I’ve got a strange confession for someone who used to make birthday cakes for a living: My birthday is around the corner, and to tell the truth, I’m having trouble whipping up any real enthusiasm about it.
Once we get to a certain age, it does seem kinda weird to make a big deal about the dates on which we were born, so long ago.
I guess the gifts and balloons, multiple off-key renditions of “Happy Birthday to You,” blowing out the candles and having people pop up from behind the couch to yell “surprise” are all designed to make the birthday person happier about being (let’s face it) old … or at least older.
The jury’s out on how successful that is.
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Now, don’t get me wrong. This Scorpio is so glad to have survived another 365 days, and I’m deeply grateful to have shared them all with my beloved Husband Richard.
But it’s not as if I’ll suddenly be an excited little kid again, super jazzed to get presents and making a wish over the cake. Likewise, I won’t be the teen who’s been waiting on pins and needles for the right to drive a car or cast a vote.
No, most of the birthday-celebration thrill was gone for me after I got past the benchmark legal age for drinking and adulthood — not that either of those made all that much difference to me.
I get a hangover about 10 minutes after drinking any alcohol, so I don’t. And, when I actually turned 21, I was a week away from having a baby. At that point, I really didn’t care how old I was, thank you. I just didn’t want to be pregnant anymore.
Since then, I’ve focused my birthday enthusiasm on my kids, my relatives, my friends. Anybody but me.
All that fuss is rather scuff-the-toe-in-the-rug embarrassing, especially if people ask me “What do you want for your birthday?” Because I don’t need anything.
What I treasure most is their time and love, enthusiasm and laughter. Fortunately, we get to share those often, even though most of our family members live far away.
Cambria’s not on the short or easy route to anywhere, you see, but our kids, grands and others frequently make the long treks from there to here to see us. Each visit is very special, as will be this weekend’s time with Oregonians Dylan and Holden.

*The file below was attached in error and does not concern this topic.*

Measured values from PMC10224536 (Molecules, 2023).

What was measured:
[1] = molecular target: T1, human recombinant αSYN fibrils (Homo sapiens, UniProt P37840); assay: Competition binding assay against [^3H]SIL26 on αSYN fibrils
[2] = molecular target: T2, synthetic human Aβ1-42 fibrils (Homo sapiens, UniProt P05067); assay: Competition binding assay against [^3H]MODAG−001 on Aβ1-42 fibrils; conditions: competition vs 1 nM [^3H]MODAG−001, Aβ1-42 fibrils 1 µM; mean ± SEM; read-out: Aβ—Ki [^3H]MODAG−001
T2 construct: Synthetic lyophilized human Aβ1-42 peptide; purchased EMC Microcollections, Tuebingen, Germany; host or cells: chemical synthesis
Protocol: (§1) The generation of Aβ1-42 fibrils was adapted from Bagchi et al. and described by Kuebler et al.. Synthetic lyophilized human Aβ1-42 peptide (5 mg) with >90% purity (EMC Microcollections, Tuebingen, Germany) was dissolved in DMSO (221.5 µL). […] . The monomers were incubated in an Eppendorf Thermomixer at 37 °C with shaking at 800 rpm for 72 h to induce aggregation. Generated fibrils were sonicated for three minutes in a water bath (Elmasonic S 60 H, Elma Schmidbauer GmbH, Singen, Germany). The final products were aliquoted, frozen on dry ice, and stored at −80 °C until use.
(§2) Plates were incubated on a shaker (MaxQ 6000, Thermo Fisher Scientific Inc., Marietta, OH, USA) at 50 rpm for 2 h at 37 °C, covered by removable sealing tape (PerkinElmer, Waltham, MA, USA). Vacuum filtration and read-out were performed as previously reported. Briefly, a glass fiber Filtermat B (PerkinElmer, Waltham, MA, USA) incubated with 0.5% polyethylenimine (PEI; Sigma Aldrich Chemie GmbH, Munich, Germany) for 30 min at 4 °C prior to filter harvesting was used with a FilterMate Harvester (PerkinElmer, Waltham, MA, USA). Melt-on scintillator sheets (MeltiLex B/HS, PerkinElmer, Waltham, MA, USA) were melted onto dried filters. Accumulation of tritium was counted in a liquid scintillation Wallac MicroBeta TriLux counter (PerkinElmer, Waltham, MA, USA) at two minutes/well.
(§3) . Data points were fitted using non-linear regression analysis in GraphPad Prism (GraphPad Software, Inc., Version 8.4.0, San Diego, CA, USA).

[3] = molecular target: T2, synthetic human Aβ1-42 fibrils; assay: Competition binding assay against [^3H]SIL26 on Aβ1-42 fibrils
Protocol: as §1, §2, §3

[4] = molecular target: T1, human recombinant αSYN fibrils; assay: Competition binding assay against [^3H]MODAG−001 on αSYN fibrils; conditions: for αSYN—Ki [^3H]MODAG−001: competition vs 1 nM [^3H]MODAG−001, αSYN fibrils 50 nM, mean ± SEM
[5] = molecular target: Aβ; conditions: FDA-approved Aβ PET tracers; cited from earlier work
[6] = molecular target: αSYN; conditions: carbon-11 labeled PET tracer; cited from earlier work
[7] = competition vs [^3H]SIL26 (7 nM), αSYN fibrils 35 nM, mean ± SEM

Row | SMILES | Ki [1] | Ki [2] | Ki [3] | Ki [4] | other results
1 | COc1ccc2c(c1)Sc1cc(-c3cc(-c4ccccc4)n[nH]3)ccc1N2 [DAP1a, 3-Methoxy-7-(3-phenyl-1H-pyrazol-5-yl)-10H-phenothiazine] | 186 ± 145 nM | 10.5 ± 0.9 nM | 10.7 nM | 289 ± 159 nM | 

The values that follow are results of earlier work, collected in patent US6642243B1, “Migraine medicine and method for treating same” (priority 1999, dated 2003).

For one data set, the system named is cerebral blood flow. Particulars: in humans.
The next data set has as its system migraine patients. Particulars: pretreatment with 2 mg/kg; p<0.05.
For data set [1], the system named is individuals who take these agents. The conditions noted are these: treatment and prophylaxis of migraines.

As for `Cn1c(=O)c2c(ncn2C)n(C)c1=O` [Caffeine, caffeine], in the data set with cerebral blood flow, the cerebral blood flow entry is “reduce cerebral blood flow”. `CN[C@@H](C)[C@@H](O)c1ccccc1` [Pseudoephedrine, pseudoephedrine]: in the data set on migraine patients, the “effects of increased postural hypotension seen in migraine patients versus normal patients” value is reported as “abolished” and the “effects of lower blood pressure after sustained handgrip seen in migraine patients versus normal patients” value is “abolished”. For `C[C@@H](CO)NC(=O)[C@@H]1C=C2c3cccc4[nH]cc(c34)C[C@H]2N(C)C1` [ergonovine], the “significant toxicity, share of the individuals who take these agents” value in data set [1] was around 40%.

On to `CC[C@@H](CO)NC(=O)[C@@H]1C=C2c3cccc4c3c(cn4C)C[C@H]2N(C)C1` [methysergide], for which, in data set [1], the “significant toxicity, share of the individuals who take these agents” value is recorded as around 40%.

When family and friends can’t share special days here with us, they usually call, post greetings on social media, or even send cards (remember sending birthday cards? Do you still do it? I don’t so much anymore, although I’m not sure why not.)
However, some birthdays absolutely must be celebrated as a major accomplishment and cause for festivity, no matter how old the honoree is.
For instance, after my mother was diagnosed with lung cancer at the age of 63, we had to accept that she’d never be the 95-year-old spitfire we’d always expected she would be.
Always stubborn, she survived nearly three years longer than the doctors expected.
During that time, knowing the odds, we expanded our usual efforts to make every day count, every day special.
We took her on motorhome and car trips. We went together to shows, to visit far-flung friends and family, and to celebrations big and small. We helped my writer mom launch her new career as a sculptor. We shared adventures and hilarity, good books, bad movies and lots of gigglefests.
And yes, we made big, big deals out of her birthdays and Christmas, holidays and Tuesdays, with gifts and cards, cakes, flowers and balloons … even knowing that she felt about those celebrations then the way I’m feeling now.
We were determined: My mom was not going to not spend whatever time she had left just sitting around, waiting to die. Not on our watch. Not a chance, Charlie.
Mom was going to have fun. And so she did, lots of it. In the process, so did we, even as we were coming to grips with her impending mortality.
I learned then that birthday festivities aren’t about the day itself. A birthday is the excuse we use to abandon our usual routines and spend the day enjoying and celebrating each other.
If doing so means I’ll also be blowing out candles and opening gifts, then I’ll enjoy it all to the max. Really, I will.